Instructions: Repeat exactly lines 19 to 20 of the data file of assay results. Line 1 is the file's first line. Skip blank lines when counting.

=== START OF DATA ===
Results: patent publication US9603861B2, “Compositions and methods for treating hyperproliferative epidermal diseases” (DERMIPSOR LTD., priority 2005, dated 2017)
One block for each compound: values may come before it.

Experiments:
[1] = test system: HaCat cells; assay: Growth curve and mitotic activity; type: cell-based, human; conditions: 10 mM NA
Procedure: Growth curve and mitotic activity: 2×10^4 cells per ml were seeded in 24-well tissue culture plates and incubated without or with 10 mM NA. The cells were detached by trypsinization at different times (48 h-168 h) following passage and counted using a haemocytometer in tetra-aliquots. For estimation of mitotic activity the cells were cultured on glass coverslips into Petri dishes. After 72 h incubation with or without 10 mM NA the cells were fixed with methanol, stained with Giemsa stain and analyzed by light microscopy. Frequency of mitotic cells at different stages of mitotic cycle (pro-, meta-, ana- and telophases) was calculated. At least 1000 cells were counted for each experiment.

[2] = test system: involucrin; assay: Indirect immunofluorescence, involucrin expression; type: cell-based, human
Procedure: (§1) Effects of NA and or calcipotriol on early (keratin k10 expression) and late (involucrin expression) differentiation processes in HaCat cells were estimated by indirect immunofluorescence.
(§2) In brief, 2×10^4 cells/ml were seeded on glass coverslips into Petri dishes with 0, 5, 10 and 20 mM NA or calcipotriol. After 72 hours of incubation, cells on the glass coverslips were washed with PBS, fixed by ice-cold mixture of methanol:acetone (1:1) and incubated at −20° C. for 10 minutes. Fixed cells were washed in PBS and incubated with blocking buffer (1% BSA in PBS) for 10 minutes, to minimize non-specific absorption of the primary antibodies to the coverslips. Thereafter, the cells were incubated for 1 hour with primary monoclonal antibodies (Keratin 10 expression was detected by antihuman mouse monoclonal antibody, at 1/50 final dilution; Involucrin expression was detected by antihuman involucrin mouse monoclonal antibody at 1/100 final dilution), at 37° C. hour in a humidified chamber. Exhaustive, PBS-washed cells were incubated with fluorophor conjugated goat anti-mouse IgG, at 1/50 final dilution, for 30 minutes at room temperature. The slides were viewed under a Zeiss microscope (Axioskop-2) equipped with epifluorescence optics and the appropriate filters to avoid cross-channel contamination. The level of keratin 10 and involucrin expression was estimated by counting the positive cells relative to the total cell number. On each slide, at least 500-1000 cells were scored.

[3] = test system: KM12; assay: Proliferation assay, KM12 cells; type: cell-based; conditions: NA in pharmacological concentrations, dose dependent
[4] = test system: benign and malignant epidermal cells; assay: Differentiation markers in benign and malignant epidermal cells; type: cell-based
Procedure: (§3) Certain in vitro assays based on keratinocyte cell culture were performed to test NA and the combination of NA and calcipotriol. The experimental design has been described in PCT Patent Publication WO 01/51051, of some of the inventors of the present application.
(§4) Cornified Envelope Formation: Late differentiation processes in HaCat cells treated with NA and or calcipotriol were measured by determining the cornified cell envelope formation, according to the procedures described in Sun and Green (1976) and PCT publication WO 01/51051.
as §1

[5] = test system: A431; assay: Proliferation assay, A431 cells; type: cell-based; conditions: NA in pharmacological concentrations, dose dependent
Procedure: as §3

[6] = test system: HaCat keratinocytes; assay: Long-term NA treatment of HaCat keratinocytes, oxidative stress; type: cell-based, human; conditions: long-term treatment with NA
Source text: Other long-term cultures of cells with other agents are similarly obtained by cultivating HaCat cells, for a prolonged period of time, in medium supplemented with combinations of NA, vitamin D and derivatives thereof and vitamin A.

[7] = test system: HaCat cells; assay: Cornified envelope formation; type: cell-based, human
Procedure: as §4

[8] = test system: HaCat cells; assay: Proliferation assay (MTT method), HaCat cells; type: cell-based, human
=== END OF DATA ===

Procedure: as §4

[8] = test system: HaCat cells; assay: Proliferation assay (MTT method), HaCat cells; type: cell-based, human